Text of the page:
NEM 3.0: Here’s how to limit negative impacts on your solar savings


Key takeaways

  • California NEM 3.0 applies to residents and property owners who invest in solar PV systems after April 14th 2023.
  • The changes to the policy mean that solar owners will receive less compensation for the energy they sell back to the grid.
  • Battery solutions such as the Hoymiles hybrid inverters can help new customers maximize their solar savings by storing excess energy on site, rather than automatically feeding it back to the grid.

Table of Contents

What is NEM 3.0?

California NEM 3.0 is a new version of net energy metering policy that will ultimately reduce the monthly energy bill savings for new solar panel owners in California.

Essentially, net energy metering (NEM) is the practice of crediting users for the excess electricity generated by the solar panels they own. It is then sold back to the grid so that others can make use of the energy.

NEM 2.0 vs NEM 3.0, what’s the difference?

NEM 3.0 replaced the previous net metering tariff – namely, NEM 2.0 – in California back in April 2023.

For customers who are locked in with NEM 2.0 agreements before April 14th 2023, the impacts of NEM 3.0 should not be a concern as it will have no impact.

The most important difference between NEM 2.0 and NEM 3.0 is that the value of export rates is lower under NEM 3.0. In short, this means that NEM 3.0 customers will receive less money for the energy they sell back to the grid.

Some of the key differences of NEM 2.0 vs NEM 3.0 include:


NEM 2.0NEM 3.0
Customers receive a full retail rate for any excess electricity they export to the grid.Export rates are reduced by 75%, so customers receive less money for their energy.
Electricity rates are calculated every hour based on a user’s net generation and usage during that hour.Instantaneous netting means meters calculate usage in real-time instead of hourly — resulting in less financial benefit for users.
There is no mandatory charge for using the network.The mandatory grid participation charge requires users to pay a fee for using the network.

Unfortunately, since NEM 3.0 has been in effect for the better part of 2023, most users no longer have the option to lock in NEM 2.0 rates.

However, under the Grandfather clause, some customers may qualify for NEM 2.0 — but this depends on when they applied for grid interconnection.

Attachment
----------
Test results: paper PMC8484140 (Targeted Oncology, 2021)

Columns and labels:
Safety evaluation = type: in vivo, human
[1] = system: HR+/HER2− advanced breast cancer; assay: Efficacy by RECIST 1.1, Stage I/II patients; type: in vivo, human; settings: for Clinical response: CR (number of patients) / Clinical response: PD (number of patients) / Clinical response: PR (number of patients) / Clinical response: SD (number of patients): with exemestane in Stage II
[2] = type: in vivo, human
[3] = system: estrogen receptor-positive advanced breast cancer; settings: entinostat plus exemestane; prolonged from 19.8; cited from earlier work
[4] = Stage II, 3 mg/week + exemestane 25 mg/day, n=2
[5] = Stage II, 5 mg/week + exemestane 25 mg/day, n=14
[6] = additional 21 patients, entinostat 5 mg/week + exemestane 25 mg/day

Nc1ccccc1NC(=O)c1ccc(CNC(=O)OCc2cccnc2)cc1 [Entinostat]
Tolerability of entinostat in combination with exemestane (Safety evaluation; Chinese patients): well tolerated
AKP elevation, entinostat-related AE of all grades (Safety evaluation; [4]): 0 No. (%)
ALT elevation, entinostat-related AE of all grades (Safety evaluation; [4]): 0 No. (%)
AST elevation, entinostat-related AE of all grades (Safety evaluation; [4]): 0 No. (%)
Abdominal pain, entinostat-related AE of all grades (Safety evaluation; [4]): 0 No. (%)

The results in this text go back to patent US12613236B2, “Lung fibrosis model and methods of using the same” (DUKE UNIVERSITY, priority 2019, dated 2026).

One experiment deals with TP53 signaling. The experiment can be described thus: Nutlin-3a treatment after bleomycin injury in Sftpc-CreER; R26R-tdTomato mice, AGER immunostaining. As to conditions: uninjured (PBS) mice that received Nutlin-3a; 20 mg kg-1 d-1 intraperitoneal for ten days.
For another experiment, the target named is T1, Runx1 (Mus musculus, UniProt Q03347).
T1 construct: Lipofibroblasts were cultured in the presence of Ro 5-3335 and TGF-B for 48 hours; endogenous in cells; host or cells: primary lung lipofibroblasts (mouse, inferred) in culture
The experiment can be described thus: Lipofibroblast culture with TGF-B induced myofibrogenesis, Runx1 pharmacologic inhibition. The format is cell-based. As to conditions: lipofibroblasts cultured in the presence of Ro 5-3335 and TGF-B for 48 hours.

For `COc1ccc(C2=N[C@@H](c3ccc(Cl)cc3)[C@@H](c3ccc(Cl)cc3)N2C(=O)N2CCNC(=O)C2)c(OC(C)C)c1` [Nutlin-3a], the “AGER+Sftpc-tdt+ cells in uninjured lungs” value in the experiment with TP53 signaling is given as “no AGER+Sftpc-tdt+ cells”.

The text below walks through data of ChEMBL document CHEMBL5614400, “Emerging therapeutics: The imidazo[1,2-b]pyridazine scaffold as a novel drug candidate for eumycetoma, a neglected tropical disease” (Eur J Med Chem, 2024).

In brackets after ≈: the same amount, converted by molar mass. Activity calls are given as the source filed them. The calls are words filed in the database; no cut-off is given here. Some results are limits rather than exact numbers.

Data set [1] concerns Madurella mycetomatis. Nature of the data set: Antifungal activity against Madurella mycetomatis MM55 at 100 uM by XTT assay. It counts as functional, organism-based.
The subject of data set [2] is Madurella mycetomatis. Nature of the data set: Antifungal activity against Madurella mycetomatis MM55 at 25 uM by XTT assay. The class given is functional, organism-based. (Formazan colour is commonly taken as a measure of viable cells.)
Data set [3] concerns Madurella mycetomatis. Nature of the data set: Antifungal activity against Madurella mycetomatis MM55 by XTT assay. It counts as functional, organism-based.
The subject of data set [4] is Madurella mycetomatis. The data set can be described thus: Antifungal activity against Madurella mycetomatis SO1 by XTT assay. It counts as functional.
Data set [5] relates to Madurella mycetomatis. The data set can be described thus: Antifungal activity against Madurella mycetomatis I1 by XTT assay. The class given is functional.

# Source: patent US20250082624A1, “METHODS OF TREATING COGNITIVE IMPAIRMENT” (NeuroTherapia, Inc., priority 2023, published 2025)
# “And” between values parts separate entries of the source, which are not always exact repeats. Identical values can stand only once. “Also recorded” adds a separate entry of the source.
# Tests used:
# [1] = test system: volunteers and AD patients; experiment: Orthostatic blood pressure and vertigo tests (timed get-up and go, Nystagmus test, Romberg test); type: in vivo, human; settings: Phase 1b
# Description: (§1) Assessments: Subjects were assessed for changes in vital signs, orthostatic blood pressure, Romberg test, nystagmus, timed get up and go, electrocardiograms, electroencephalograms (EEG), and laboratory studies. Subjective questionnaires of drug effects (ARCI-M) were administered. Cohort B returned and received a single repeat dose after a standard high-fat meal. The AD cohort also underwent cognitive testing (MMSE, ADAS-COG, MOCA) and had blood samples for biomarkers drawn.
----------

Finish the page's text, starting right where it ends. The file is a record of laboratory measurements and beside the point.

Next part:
If you applied for grid interconnection before April 14th 2023, you have until April 15th 2026 to make the connection and still qualify for NEM 2.0.

What this means is you need to have submitted your complete interconnection application alongside a signed contract, a basic drawing of your system and an attestation if you’re oversizing your system by this date to be grandfathered into NEM 2.0 for 20 years. You may change the size of your PV solar system as long as it doesn’t increase in size, and it doesn’t decrease in size by more than 20%.

For those who have not submitted the above, or those who are investing in solar generation after this date, all is not lost — there are several ways to maximize savings under the new NEM 3.0.

How does NEM 3.0 impact solar generation?

According to the CPUC, NEM 3.0 reduces compensation for net metering credits, allowing for lowered lifetime solar savings of around 60%.

For new customers under solar NEM 3.0, the CPUC projects that solar PV systems will take longer to fully pay themselves off — with estimates sitting at around nine years after installation.

Whether you’re a residential or commercial property owner, it’s important to note that the impact on users is significant.

In a regular PV inverter system, any excess power that you do not consume is directed back into the grid. However, with solar NEM 3.0 now in effect, this means users who opt for this will lose out on savings because export costs have changed.